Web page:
S&P 500 Index is an unmanaged index of 500 common stocks chosen to reflect the industries in the U.S. economy.
S&P GSCI is a widely recognized, investable broad-based and productionweighted index that represents the global commodity market and measures commodity performance over time.
U.S. Dollar Index is a measure of the value of the U.S. dollar relative to six major world currencies: the euro, Japanese yen, Canadian dollar, British pound, Swedish krona and Swiss franc.
Valuation is the process of determining the value of an asset or company based on earnings and the market value of assets.
Volatility is a statistical measure of the dispersion of returns for a given security or market index.
One cannot invest directly in an index.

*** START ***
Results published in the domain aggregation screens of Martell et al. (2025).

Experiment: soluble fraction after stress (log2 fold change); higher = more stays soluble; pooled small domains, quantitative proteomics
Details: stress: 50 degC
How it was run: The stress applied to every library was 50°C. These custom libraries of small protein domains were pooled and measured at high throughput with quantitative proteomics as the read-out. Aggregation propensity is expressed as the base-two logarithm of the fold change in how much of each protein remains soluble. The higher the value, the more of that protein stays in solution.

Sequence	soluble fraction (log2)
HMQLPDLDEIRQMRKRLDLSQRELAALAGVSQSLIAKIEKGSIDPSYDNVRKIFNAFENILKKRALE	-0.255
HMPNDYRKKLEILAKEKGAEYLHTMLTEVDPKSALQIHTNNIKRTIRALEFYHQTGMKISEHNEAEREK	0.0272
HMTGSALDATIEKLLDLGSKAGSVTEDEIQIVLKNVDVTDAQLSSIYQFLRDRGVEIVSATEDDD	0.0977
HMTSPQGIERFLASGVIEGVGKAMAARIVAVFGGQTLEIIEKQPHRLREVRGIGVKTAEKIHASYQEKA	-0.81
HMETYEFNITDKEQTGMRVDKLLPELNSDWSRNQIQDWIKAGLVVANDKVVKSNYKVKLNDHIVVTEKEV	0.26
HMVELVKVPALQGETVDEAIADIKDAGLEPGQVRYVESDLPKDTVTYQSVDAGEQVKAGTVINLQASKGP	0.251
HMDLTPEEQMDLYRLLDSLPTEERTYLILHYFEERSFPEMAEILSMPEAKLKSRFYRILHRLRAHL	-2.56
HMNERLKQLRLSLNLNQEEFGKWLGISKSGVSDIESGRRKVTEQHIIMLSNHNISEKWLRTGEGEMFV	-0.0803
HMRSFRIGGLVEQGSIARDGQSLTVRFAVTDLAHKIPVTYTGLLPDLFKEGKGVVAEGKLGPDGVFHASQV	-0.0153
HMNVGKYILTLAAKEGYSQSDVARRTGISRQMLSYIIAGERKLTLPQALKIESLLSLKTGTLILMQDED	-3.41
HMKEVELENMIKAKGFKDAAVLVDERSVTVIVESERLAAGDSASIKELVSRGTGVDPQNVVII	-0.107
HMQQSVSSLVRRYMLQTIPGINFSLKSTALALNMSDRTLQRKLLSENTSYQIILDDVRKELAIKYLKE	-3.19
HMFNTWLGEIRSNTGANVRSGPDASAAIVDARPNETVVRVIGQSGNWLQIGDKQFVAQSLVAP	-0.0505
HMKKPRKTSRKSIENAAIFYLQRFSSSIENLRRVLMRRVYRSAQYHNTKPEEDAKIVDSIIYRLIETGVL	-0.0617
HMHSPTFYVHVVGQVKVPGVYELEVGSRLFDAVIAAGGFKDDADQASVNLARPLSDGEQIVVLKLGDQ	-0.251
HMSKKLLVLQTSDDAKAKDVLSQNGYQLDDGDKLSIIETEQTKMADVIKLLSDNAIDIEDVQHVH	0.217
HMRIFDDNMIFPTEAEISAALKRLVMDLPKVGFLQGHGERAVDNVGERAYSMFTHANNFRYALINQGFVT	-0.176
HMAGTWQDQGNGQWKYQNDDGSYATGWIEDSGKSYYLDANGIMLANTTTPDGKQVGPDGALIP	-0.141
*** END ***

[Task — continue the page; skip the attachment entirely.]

Investing involves risk, including possible loss of principal. The value of any financial instruments or markets mentioned herein can fall as well as rise. Past performance does not guarantee future results. This material is distributed for informational purposes only and should not be considered as investment advice, a ecommendation of any particular security, strategy or investment product, or as an offer or solicitation with respect to the purchase or sale of any investment. Statistics, prices, estimates, forward-looking statements, and other information contained herein have been obtained from sources believed to be reliable, but no guarantee is given as to their accuracy or completeness. All expressions of opinion are subject to change without notice.